Pianos should never be stored in a garage unless they are also air conditioned. Storing a piano in a garage can effectively ruin the entire instrument. Pianos are very sensitive to moisture and high temperatures.
No, your piano should not be stored in a cold garage as you cannot easily control the temperature, which can damage your piano’s wooden soundboard.
PIANO AND TEMPERATURE
Room temperatures of low to mid 70 degrees in summer and mid to high 60 degrees in winter are ideal, unless pianos are exposed to extreme heat of over 90 degrees, or almost freezing temperatures below 38 degrees, for a long period of time they are unlikely to be damaged.
Exposing your piano to unstable levels of humidity and temperature can also damage other materials in your piano. Very hot temperatures can cause the felt of the piano’s hammers to come loose. If the felt parts absorb too much moisture from a damp room, they produce a dull and indistinct sound.
Packing tape or rope: to secure the protective layer. Key Dust Cover: Before closing the lid, place a soft cloth or dust cover over the keys for added protection from spills and to prevent dirt or dust from accumulating. Plastic Wrap: As a final layer for extra cushioning.
Wrap your piano completely in heavy-duty moving blankets to prevent scuffs and stains during shipping and safe storage, making sure every inch of the piano is covered. Once you’ve wrapped your piano in moving blankets, secure the blankets with packing tape, rope, or straps.
Pianos are very finicky and must be stored and preserved in an air-conditioned environment or their condition may deteriorate. If the room temperature changes drastically, your piano’s wood can chip, crack, and cause permanent damage.
Changes in temperature and humidity can significantly affect not only the sound of a piano, but also its overall condition. If your joints tend to tighten up during certain times of the year, chances are your piano is affected in the same way.
Pianos can be placed near exterior walls as long as they are away from open windows and doors. A piano should not be placed near vents, chimneys, or areas where it may be exposed to high temperatures.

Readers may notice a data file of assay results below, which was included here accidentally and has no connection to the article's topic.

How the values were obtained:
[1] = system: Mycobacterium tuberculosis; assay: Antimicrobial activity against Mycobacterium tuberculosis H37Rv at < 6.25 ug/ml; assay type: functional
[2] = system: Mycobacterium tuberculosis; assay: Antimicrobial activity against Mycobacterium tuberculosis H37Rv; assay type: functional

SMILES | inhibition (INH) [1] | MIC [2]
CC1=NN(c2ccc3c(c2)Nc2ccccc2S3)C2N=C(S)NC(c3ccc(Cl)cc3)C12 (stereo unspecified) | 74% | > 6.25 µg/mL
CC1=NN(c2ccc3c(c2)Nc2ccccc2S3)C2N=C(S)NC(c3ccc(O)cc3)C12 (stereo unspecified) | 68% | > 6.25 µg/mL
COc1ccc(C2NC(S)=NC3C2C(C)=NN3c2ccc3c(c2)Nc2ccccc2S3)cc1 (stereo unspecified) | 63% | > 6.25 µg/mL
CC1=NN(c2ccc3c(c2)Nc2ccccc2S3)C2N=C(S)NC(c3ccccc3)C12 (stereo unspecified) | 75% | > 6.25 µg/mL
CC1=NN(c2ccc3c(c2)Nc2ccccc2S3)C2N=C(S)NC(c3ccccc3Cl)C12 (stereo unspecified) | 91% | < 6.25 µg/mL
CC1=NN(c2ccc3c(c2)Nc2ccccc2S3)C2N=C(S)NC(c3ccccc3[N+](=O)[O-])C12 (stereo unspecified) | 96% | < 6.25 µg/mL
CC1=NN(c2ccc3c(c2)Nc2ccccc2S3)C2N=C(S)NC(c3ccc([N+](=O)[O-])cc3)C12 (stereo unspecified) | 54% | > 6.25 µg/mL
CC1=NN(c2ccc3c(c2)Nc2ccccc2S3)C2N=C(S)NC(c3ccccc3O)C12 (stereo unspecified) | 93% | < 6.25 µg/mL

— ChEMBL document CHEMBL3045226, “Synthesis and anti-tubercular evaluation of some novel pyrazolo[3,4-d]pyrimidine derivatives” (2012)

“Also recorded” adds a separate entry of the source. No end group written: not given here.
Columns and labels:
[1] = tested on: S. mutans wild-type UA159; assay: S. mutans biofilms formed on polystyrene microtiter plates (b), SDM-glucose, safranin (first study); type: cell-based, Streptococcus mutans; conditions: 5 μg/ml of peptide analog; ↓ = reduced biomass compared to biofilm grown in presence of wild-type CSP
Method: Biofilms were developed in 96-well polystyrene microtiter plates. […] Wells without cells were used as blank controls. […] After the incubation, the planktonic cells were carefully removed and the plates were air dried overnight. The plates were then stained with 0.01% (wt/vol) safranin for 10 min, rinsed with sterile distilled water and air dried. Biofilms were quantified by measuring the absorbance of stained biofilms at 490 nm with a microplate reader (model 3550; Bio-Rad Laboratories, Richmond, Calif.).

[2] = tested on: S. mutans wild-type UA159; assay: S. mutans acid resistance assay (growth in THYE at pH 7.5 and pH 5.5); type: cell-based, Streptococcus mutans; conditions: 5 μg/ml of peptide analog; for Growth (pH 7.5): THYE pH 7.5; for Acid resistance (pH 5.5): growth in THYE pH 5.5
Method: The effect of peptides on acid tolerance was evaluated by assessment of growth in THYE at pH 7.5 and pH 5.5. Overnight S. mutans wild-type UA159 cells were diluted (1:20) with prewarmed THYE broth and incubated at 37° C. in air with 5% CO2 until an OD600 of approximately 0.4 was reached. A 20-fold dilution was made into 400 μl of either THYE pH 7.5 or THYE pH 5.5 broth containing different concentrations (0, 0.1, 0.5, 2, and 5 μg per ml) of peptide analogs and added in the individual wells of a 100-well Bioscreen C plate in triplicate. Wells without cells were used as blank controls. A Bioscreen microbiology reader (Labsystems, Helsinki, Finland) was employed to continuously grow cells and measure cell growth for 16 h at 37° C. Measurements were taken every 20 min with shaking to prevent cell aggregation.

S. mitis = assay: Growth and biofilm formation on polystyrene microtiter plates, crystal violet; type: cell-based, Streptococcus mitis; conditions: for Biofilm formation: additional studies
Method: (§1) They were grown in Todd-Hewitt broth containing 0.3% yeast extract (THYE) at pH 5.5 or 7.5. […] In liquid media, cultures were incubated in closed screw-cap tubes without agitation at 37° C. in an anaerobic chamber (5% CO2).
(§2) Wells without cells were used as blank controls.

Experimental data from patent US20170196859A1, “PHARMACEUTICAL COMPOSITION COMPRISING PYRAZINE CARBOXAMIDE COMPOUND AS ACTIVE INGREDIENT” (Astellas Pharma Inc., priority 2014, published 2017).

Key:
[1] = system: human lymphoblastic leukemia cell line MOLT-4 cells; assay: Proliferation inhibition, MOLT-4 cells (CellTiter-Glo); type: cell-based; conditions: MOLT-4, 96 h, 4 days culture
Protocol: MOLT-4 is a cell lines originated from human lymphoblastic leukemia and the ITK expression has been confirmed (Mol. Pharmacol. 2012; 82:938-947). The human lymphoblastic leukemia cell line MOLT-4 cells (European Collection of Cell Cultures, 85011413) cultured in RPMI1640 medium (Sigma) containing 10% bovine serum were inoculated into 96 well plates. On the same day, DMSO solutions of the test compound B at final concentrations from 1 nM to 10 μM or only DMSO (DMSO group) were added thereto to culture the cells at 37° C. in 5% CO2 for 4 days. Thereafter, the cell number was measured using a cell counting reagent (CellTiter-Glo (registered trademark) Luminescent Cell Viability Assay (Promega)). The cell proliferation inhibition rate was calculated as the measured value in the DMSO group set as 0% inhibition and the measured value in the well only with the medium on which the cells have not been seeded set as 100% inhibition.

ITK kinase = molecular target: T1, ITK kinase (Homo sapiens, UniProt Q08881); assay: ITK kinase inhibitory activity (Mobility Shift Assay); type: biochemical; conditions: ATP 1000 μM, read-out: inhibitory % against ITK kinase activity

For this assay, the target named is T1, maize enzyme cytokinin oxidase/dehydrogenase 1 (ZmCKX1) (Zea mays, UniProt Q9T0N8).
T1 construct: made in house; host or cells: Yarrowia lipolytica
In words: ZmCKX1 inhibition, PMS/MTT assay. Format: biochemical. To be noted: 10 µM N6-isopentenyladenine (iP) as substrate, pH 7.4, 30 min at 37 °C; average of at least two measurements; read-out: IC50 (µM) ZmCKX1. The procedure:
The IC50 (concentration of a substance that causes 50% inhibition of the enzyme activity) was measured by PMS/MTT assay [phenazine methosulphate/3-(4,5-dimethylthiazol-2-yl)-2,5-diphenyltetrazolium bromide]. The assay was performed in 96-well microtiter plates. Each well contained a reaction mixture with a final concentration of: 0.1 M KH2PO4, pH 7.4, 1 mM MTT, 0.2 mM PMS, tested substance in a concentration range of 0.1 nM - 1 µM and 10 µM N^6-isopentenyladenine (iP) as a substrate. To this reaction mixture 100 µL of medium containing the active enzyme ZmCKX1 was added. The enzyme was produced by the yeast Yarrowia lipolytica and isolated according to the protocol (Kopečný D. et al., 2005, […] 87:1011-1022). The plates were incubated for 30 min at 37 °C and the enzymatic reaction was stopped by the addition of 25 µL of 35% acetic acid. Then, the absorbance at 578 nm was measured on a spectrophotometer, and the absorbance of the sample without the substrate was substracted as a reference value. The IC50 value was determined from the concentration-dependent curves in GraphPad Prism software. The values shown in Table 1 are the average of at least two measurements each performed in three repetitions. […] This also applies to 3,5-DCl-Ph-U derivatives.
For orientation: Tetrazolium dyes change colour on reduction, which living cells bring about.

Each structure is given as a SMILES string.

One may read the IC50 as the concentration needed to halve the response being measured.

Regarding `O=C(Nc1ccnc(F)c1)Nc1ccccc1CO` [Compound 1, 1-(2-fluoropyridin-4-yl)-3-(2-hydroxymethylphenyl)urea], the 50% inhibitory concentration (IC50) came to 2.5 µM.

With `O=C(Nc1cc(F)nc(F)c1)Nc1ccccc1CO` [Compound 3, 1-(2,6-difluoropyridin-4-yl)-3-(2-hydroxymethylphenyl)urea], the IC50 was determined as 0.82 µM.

The middle of the room is the best place for your piano if possible. It keeps it away from windows and drafts when opening and closing doors. It also reduces the amount of sunlight hitting the piano during the day.
Keep your piano away from heat sources
If your whole house has underfloor heating, all you can do is put a heavy carpet underneath. This provides some protection for your piano. Sunshine is very nice, but pianos don’t really care about tans!
Moisture can damage pianos, as can dryness. In naturally dry climates, piano wood has enough moisture of its own to prevent it from drying out. When the piano becomes dry due to household heating or cooling systems, the wood and other parts of the piano may shrink and crack.
Moving a piano on its back or side does not harm a piano. A piano can be moved, tilted or rotated without being damaged. Damage to a piano occurs when it is dropped or bumped, or when there are foreign objects inside the piano while it is being moved. Moving a piano requires preparation to avoid damage.
Upright and baby grand pianos will fit in a PODS case, while a grand piano may not fit depending on its size. If you are transporting your piano with PODS, we strongly recommend purchasing the optional PODS Contents Protection insurance.
In most cases there is no need to cover your piano. If you have a grand piano, covering it up can be quite a hassle. Especially if you play your piano regularly, uncovering and covering it can take minutes each time that you’d better play.